Patents provide a temporary monopoly of up to 20 years. This monopoly gives you the right to exclude others from making, selling, using or importing the invention covered in the patent. In return, you have the obligation to fully describe the invention to the public in a patent document.
Unlike copyright, patents are not automatic and must be applied for at the Patent Office in each country where protection is desired.
What are the requirements for a granted patent
There are two main requirements for an invention to be patentable:
- Novelty, and
The most important requirement for a patentable invention is whether the invention is new. Novelty is assessed by checking whether the invention has been used or published before the filing date. This includes any published documents such as patents, scientific papers and the content on a website. Furthermore, it also includes a verbal publication, for example a presentation or discussions with potential business partners and VCs. It is therefore important to keep your invention a secret and to use confidentiality agreements whenever necessary.
Some countries including Australia offer a “grace period” of 12 months. As such, even if the invention has been published, this publication may be disregarded to obtain a granted patent.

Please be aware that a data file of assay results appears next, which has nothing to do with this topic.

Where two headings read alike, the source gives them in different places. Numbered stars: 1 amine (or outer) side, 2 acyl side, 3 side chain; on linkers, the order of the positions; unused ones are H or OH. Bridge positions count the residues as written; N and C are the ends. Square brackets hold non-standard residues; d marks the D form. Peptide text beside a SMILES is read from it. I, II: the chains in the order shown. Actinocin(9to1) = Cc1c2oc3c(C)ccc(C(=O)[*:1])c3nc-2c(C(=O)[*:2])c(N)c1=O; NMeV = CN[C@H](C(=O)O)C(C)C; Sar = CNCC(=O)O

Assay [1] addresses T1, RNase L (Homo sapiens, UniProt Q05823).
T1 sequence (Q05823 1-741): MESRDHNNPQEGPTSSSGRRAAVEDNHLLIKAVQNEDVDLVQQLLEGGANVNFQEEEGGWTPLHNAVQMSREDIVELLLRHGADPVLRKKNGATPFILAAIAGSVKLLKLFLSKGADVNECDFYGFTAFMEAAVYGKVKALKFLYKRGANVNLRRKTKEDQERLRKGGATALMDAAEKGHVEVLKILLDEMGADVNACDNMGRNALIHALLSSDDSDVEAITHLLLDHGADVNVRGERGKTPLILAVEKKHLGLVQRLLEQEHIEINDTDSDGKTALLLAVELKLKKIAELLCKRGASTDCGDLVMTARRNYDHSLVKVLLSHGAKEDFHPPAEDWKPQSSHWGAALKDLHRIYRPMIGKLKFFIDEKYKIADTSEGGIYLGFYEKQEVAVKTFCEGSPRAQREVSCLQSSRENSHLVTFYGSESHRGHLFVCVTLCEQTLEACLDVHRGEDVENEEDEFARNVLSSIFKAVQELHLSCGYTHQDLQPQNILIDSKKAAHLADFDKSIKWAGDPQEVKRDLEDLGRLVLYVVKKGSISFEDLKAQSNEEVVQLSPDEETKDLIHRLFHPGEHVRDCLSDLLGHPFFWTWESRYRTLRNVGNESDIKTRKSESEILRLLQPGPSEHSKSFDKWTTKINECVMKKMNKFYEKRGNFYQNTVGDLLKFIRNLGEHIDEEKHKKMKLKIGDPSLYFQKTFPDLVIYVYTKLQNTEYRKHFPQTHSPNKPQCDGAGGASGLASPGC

The second requirement is whether the invention is obvious. In this regard, the invention is compared with previous technologies and inventions. This requirement is applied differently in each country and typically involves assessing whether a person skilled in the field of the invention would consider the invention as obvious.
Inventiveness is highly subjective and can be difficult to assess. We are happy to advise you in this regard when we discuss your invention in more detail.
The patenting process typically starts with filing a provisional patent application which is valid for 12 months. Filing a provisional patent application gives you a filing date which will later be used to assess the novelty and inventiveness requirements.
Once the provisional patent application has been lodged, the invention can be discussed in public without invalidating the patent. However, we would typically advise our clients to only disclose as much as necessary.
After 12 months, there are a number of options how to continue with the patent protection. For example, you can file overseas applications, an International PCT application, a standard Australian application or an Australian innovation patent. The best option is usually driven by a commercial decision and depends on a number of factors, such as further developments, commercial activities and financial considerations.
It is important to understand that a patent application does not provide you with legally enforceable rights until the patent is granted. This process can take several years and involves examination of your patent document by an Examiner at the Patent Office in each country.
However, should you become aware of a potential infringer, there are ways to accelerate this process. We could also look at using other strategic tools to strengthen your IP position. Please feel free to contact us for a more in-depth discussion about how to deal with potential infringement of your invention.
The Patenting Process*
Starting in Australia
*This flow chart shows some of the main steps in a successful patenting process starting with filing a provisional patent application in Australia. For further details and options, please contact Northern Lights IP